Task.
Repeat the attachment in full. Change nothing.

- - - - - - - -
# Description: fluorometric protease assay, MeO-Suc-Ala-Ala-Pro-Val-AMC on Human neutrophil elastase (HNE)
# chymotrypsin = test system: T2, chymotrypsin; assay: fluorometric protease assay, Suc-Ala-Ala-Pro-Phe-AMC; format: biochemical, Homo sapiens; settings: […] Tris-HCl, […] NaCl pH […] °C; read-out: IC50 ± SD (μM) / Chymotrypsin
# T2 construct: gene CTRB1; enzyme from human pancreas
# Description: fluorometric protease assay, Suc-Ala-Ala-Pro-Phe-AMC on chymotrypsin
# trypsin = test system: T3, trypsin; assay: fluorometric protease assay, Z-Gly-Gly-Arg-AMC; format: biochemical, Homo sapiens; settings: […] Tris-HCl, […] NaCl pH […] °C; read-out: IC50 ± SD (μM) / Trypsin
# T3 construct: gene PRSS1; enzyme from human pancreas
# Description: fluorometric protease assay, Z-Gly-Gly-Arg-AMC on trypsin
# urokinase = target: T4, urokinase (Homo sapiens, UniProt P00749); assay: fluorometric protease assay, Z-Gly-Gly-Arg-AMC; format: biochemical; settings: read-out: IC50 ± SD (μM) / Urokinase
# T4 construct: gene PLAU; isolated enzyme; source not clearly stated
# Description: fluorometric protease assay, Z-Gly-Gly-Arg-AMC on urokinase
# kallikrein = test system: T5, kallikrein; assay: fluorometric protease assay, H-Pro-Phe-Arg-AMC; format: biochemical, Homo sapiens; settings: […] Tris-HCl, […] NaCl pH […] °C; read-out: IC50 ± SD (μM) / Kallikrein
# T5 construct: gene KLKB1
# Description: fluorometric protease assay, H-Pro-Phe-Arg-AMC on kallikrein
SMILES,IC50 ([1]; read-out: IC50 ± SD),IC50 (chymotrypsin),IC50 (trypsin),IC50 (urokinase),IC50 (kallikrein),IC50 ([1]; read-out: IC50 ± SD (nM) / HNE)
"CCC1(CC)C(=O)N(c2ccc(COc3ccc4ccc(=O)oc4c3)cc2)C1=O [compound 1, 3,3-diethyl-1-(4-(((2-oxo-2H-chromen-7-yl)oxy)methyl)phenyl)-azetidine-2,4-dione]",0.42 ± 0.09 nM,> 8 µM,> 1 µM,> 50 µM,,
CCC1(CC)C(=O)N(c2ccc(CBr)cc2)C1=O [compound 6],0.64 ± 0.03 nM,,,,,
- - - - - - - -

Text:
# Description: fluorometric protease assay, MeO-Suc-Ala-Ala-Pro-Val-AMC on Human neutrophil elastase (HNE)
# chymotrypsin = test system: T2, chymotrypsin; assay: fluorometric protease assay, Suc-Ala-Ala-Pro-Phe-AMC; format: biochemical, Homo sapiens; settings: […] Tris-HCl, […] NaCl pH […] °C; read-out: IC50 ± SD (μM) / Chymotrypsin
# T2 construct: gene CTRB1; enzyme from human pancreas
# Description: fluorometric protease assay, Suc-Ala-Ala-Pro-Phe-AMC on chymotrypsin
# trypsin = test system: T3, trypsin; assay: fluorometric protease assay, Z-Gly-Gly-Arg-AMC; format: biochemical, Homo sapiens; settings: […] Tris-HCl, […] NaCl pH […] °C; read-out: IC50 ± SD (μM) / Trypsin
# T3 construct: gene PRSS1; enzyme from human pancreas
# Description: fluorometric protease assay, Z-Gly-Gly-Arg-AMC on trypsin
# urokinase = target: T4, urokinase (Homo sapiens, UniProt P00749); assay: fluorometric protease assay, Z-Gly-Gly-Arg-AMC; format: biochemical; settings: read-out: IC50 ± SD (μM) / Urokinase
# T4 construct: gene PLAU; isolated enzyme; source not clearly stated
# Description: fluorometric protease assay, Z-Gly-Gly-Arg-AMC on urokinase
# kallikrein = test system: T5, kallikrein; assay: fluorometric protease assay, H-Pro-Phe-Arg-AMC; format: biochemical, Homo sapiens; settings: […] Tris-HCl, […] NaCl pH […] °C; read-out: IC50 ± SD (μM) / Kallikrein
# T5 construct: gene KLKB1
# Description: fluorometric protease assay, H-Pro-Phe-Arg-AMC on kallikrein
SMILES,IC50 ([1]; read-out: IC50 ± SD),IC50 (chymotrypsin),IC50 (trypsin),IC50 (urokinase),IC50 (kallikrein),IC50 ([1]; read-out: IC50 ± SD (nM) / HNE)
"CCC1(CC)C(=O)N(c2ccc(COc3ccc4ccc(=O)oc4c3)cc2)C1=O [compound 1, 3,3-diethyl-1-(4-(((2-oxo-2H-chromen-7-yl)oxy)methyl)phenyl)-azetidine-2,4-dione]",0.42 ± 0.09 nM,> 8 µM,> 1 µM,> 50 µM,,
CCC1(CC)C(=O)N(c2ccc(CBr)cc2)C1=O [compound 6],0.64 ± 0.03 nM,,,,,